“Cease striving and know that I am God.” Psalm 46.10
Some time ago I had a problem with my eye-glasses. The screw that holds the right lens in place was loose. What I should have done from the beginning was to take my glasses to the eye-care center to be repaired. But instead I used a kitchen knife day after day to ‘fix’ the loose screw. But it kept coming loose (surprise, surprise). So, One day I decided to superglue it in. Resourcefulness, right? Except that the glue dried faster than I anticipated … and I ended up sealing the screw out of the socket instead of into it. Big mistake! Why did I not just take it to the expert to begin with?
The sad truth is, many of us handle life’s problems this way. Instead of going to God, our problem-solving expert and all-wise Father, we strive to fix things in our own ingenuity – super-gluing and duct-taping things together, so to speak – and end up making our problems worse, many times! If only we could all learn to obey Psalm 46.10: “Cease striving and know that I am God” (or, as the King James rendered it famously, “Be still, and know that I am God”). This command is to be applied in day-to-day situations like broken glasses, and aching bodies, and empty bank accounts, and uncertainties of every kind. It is also to be applied in big-time problems like wayward children, dying parents, and broken homes. And it is to be applied when it comes to personal salvation, too. “Cease striving and know that I am God.”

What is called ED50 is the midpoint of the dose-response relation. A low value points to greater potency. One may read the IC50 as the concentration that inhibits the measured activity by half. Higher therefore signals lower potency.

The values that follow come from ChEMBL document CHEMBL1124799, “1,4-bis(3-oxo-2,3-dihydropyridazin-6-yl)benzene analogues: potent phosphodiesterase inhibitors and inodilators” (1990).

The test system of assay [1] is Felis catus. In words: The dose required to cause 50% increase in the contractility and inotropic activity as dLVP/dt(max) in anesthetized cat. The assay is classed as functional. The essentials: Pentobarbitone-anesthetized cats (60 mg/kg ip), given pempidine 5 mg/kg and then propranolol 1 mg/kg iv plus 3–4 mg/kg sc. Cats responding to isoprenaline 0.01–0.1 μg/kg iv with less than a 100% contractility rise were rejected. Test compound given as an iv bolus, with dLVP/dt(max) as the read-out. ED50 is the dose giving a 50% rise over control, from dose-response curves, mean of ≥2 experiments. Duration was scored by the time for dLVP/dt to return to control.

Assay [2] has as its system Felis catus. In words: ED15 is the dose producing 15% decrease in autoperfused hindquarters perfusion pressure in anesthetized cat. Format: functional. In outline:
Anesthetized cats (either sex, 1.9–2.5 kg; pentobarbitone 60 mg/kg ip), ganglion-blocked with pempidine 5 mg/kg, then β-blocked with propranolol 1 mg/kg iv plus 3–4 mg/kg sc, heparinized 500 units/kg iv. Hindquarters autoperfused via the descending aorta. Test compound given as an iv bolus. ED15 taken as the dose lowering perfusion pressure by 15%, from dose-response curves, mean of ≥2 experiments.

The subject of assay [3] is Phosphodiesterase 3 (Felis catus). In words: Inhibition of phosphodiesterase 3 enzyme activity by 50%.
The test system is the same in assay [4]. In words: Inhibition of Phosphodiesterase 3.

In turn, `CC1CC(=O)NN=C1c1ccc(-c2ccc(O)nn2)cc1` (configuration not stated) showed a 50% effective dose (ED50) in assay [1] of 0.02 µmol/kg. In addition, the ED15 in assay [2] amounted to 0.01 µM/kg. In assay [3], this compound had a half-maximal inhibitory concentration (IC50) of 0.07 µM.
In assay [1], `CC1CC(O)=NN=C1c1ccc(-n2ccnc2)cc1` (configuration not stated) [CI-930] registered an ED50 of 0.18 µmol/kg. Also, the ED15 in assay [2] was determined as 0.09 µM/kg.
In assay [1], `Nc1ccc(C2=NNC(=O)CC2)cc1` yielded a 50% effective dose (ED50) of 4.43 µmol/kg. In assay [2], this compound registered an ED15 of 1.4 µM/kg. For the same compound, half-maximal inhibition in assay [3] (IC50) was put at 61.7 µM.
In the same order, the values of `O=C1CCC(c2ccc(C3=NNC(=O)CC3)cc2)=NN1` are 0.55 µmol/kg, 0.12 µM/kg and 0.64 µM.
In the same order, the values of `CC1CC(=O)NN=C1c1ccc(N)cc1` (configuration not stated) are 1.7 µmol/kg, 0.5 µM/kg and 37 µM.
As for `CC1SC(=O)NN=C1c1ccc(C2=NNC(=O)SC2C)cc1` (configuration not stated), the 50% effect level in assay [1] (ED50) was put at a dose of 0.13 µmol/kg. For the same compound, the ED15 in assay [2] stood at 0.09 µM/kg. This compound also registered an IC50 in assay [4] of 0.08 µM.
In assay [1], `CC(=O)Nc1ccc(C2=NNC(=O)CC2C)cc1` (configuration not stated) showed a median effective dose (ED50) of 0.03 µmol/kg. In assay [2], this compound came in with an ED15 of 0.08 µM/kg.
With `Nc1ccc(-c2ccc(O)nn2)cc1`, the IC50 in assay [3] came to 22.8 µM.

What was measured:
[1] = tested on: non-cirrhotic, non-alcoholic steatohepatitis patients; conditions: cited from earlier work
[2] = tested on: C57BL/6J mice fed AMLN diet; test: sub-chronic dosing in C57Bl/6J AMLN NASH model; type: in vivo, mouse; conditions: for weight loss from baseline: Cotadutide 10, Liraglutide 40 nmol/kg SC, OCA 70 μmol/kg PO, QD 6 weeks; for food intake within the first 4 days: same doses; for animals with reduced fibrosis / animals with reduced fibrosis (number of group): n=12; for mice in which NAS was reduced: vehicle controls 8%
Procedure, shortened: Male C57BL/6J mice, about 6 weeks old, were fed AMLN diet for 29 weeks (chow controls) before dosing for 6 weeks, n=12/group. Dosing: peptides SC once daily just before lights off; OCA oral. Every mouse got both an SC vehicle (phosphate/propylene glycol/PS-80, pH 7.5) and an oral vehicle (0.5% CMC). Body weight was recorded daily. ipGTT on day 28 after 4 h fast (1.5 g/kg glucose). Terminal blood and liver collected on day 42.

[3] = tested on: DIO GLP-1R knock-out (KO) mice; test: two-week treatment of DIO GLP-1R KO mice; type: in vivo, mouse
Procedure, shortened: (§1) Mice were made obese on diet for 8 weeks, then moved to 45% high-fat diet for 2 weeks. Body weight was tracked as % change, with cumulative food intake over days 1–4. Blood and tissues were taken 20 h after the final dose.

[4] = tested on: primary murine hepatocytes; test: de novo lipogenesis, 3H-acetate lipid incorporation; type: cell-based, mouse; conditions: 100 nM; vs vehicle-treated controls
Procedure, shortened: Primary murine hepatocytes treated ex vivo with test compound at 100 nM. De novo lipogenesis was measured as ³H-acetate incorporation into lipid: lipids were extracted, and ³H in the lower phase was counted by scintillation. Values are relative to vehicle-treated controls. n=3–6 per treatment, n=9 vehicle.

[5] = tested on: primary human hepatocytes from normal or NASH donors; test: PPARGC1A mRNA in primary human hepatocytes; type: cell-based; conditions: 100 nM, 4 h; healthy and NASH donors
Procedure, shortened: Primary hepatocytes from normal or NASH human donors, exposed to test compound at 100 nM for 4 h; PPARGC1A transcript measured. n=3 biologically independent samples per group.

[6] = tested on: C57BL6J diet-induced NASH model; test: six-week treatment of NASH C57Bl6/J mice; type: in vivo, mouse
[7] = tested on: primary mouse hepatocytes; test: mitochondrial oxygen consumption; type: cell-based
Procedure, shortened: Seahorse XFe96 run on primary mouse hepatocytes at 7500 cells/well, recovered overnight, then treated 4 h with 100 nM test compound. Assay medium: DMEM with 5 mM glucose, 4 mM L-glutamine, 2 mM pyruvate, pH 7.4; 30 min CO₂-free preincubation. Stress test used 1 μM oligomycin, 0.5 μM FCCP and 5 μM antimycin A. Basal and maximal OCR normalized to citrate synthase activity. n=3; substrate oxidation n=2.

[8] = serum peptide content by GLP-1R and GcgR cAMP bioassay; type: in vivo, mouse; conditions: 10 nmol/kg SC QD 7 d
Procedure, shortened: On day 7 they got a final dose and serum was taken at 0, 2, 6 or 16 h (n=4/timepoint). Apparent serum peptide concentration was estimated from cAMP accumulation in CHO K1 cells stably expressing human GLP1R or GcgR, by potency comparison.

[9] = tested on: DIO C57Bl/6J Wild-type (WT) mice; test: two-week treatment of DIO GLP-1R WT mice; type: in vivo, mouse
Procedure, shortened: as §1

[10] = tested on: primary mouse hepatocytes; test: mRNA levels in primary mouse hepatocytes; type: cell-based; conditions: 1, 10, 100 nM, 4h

What a theme verse this seems often to have been for the men and women of the Bible! I don’t know if they were thinking of Psalm 46.10, specifically … but Shadrach, Meshach, and Abednego survived the fiery furnace by doing what it says! We might say the same about our Lord Jesus Himself. He had silent confidence under the fiercest accusations and harshest physical punishments because He understood how to “cease striving” and put His hope in God. And when Paul and Silas were thrown in prison for their ministry in the name of Jesus, their response was not moaning or fretting … but singing! Why? Probably because they had learned to be still, and to trust the Lord!
Through the ages, obedience to Psalm 46.10 has brought peace, and hope, and holy character to the church. The persecuted early church maintained a godly testimony under trial by being still and trusting God (1 Peter 2.20-23). Mistreated African Americans endured the cruelty of their oppressors with great hope by singing songs like ‘Be still, be still, God will fight your battles.’ And beat-down believers in places like Sudan and China endure hardship and trial even today … not by taking matters into their own hands, but by waiting on the Lord.
Do you face issues tin which you are tempted to strive in your own strength instead of waiting on the Lord? I pray that you will “cease striving,” and lay your concerns at the Savior’s feet … and be still while God fights your battle!